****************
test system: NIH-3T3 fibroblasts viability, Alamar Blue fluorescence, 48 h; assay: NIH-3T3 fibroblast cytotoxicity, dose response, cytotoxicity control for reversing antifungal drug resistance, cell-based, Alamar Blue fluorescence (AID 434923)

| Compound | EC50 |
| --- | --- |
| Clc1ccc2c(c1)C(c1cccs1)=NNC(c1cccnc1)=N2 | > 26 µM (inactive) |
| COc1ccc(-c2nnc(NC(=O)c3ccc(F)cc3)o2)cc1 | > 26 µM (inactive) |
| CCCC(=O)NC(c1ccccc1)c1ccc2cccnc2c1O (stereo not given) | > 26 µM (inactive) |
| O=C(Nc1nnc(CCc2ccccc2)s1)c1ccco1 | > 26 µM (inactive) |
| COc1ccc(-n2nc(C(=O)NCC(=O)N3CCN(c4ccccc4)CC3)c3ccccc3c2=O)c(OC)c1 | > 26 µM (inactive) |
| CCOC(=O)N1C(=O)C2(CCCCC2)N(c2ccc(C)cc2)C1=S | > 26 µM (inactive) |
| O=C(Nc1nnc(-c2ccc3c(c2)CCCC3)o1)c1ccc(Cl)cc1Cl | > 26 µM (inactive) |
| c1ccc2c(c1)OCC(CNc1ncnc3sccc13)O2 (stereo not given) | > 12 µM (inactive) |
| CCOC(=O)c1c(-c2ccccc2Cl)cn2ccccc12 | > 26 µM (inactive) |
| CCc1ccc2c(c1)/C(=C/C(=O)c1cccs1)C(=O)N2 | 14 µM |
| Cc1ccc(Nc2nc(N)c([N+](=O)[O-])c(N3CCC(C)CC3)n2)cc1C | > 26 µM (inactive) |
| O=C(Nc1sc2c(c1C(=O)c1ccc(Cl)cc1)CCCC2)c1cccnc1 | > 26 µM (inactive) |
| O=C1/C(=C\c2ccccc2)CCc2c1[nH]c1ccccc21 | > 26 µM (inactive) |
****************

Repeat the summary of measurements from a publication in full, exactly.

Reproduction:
test system: NIH-3T3 fibroblasts viability, Alamar Blue fluorescence, 48 h; assay: NIH-3T3 fibroblast cytotoxicity, dose response, cytotoxicity control for reversing antifungal drug resistance, cell-based, Alamar Blue fluorescence (AID 434923)

| Compound | EC50 |
| --- | --- |
| Clc1ccc2c(c1)C(c1cccs1)=NNC(c1cccnc1)=N2 | > 26 µM (inactive) |
| COc1ccc(-c2nnc(NC(=O)c3ccc(F)cc3)o2)cc1 | > 26 µM (inactive) |
| CCCC(=O)NC(c1ccccc1)c1ccc2cccnc2c1O (stereo not given) | > 26 µM (inactive) |
| O=C(Nc1nnc(CCc2ccccc2)s1)c1ccco1 | > 26 µM (inactive) |
| COc1ccc(-n2nc(C(=O)NCC(=O)N3CCN(c4ccccc4)CC3)c3ccccc3c2=O)c(OC)c1 | > 26 µM (inactive) |
| CCOC(=O)N1C(=O)C2(CCCCC2)N(c2ccc(C)cc2)C1=S | > 26 µM (inactive) |
| O=C(Nc1nnc(-c2ccc3c(c2)CCCC3)o1)c1ccc(Cl)cc1Cl | > 26 µM (inactive) |
| c1ccc2c(c1)OCC(CNc1ncnc3sccc13)O2 (stereo not given) | > 12 µM (inactive) |
| CCOC(=O)c1c(-c2ccccc2Cl)cn2ccccc12 | > 26 µM (inactive) |
| CCc1ccc2c(c1)/C(=C/C(=O)c1cccs1)C(=O)N2 | 14 µM |
| Cc1ccc(Nc2nc(N)c([N+](=O)[O-])c(N3CCC(C)CC3)n2)cc1C | > 26 µM (inactive) |
| O=C(Nc1sc2c(c1C(=O)c1ccc(Cl)cc1)CCCC2)c1cccnc1 | > 26 µM (inactive) |
| O=C1/C(=C\c2ccccc2)CCc2c1[nH]c1ccccc21 | > 26 µM (inactive) |